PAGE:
dc.creatorMotiwalla, Luvai Fazlehusen.en_US
dc.contributor.authorMotiwalla, Luvai Fazlehusen.en_US
dc.date.issued1989en_US
dc.publisherThe University of Arizona.en_US
dc.rightsCopyright © is held by the author. Digital access to this material is made possible by the University Libraries, University of Arizona. Further transmission, reproduction or presentation (such as public display or performance) of protected items is prohibited except with permission of the author.en_US
dc.description.abstractAlthough electronic messaging systems (EMS) are an attractive business communication medium several studies on the usage and impact of EMS have shown that despite the benefits, they have been generally used for routine and informal communication activities. Theoretically, EMS have yet to find their niche in organizational communications. Technically, EMS designs are not flexible to support communication activities of managers, are not maintainable to permit easy integration with other office applications and access to information from data/knowledge bases, and are not easily extendible beyond the scope of their initial design. Behaviorally, end users are not directly involved in the development of EMS. This dissertation attempts to bridge the transition of EMS technology from message processing systems to communication support systems. First, the dissertation provides an analysis for a knowledge-based messaging system (KMS) through a framework. The framework provides a theoretical basis to link management theory to EMS technology. It suggests that the communication needs of the managers vary depending on the activity level, implying related variations in EMS functionality. Second, the dissertation provides a design for the KMS through an architecture which incorporates the design and implementation issues such as, flexibility, maintainability, and extendibility. The superimposition of the KMS on an existing EMS provides flexibility, the loose coupling between the KMS-interface components and the KMS-functions increases its maintainability, and the strong functional decomposition and cohesion enhances the extendibility of the system beyond the scope of its initial design. Finally, the dissertation provides a implementation through the development of a prototype KMS which involves users into the design process through a validation study conducted at University of Arizona. The prototype used GDSS tools in eliciting message attributes for the personal knowledge base. This method proved effective in reducing the bottleneck observed in the acquisition of knowledge from multiple experts, simultaneously. Similarly, the combination of observation with interviews proved effective in eliciting the organizational knowledge base. The validation method measured the system's accuracy (which was very accurate) in prioritizing messages for the users.en_US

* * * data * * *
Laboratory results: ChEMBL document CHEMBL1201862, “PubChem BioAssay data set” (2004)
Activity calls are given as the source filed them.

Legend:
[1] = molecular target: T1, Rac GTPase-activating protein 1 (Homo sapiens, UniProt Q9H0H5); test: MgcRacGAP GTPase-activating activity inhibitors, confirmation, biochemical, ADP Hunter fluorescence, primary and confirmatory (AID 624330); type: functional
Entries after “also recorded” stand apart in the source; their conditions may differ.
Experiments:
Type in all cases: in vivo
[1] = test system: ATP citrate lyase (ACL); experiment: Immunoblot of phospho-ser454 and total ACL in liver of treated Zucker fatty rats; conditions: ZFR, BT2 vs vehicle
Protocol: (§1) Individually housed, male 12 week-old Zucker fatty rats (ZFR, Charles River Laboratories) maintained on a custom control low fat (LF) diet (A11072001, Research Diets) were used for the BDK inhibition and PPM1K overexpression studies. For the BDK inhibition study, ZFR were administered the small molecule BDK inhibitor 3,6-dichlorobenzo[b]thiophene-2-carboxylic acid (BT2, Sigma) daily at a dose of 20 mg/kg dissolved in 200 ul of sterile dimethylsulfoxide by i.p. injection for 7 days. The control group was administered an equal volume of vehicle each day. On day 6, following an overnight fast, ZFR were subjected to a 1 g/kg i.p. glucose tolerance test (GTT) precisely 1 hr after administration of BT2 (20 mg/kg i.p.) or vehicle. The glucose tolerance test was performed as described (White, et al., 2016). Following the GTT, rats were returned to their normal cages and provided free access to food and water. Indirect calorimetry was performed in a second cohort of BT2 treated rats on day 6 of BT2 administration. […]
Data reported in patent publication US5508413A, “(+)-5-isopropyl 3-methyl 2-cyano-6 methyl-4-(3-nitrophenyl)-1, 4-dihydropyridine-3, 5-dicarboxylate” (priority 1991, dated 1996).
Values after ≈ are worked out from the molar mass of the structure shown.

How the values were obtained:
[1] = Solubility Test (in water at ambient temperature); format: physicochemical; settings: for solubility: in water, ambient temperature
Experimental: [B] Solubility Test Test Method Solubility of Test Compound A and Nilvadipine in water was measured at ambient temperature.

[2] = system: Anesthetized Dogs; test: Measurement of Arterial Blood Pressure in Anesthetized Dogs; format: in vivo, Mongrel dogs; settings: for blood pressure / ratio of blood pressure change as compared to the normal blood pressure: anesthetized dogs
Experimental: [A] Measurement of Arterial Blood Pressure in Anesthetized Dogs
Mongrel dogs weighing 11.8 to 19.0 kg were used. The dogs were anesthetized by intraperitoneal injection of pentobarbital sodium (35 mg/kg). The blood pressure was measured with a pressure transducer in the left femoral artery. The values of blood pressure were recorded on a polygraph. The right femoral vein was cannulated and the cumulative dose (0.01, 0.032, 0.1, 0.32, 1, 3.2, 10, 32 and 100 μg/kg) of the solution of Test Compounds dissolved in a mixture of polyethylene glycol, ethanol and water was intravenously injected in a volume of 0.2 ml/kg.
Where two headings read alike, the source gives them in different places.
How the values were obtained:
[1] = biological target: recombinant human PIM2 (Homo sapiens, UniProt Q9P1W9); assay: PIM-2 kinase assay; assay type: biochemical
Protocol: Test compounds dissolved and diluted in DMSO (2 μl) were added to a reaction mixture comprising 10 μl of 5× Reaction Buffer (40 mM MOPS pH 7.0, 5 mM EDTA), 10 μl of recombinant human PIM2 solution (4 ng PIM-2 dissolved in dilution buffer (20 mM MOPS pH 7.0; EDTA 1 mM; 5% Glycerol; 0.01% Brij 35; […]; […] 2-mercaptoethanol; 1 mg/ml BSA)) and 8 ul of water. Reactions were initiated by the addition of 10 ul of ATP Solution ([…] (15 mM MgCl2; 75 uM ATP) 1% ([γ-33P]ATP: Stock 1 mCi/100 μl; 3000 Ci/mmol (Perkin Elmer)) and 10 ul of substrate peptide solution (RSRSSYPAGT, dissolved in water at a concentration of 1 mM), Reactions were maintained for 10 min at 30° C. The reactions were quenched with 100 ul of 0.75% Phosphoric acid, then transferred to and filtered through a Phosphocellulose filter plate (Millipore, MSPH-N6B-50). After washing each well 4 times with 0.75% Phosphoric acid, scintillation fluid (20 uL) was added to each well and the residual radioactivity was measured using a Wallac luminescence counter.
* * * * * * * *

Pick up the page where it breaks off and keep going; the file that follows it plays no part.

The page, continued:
dc.typetexten_US
dc.typeDissertation-Reproduction (electronic)en_US
dc.subjectElectronic mail systems.en_US
dc.subjectElectronic data processing.en_US
dc.subjectComputer networks.en_US
dc.subjectOffice practice -- Automation.en_US
thesis.degree.namePh.D.en_US
thesis.degree.leveldoctoralen_US
thesis.degree.disciplineBusiness Administrationen_US
thesis.degree.disciplineGraduate Collegeen_US
thesis.degree.grantorUniversity of Arizonaen_US
dc.contributor.advisorNunamaker, Jay F.en_US
dc.contributor.committeememberSheng, Olivia R. Liuen_US
dc.contributor.committeememberVogel, Douglas R.en_US
dc.identifier.proquest8919049en_US
dc.identifier.oclc702134711en_US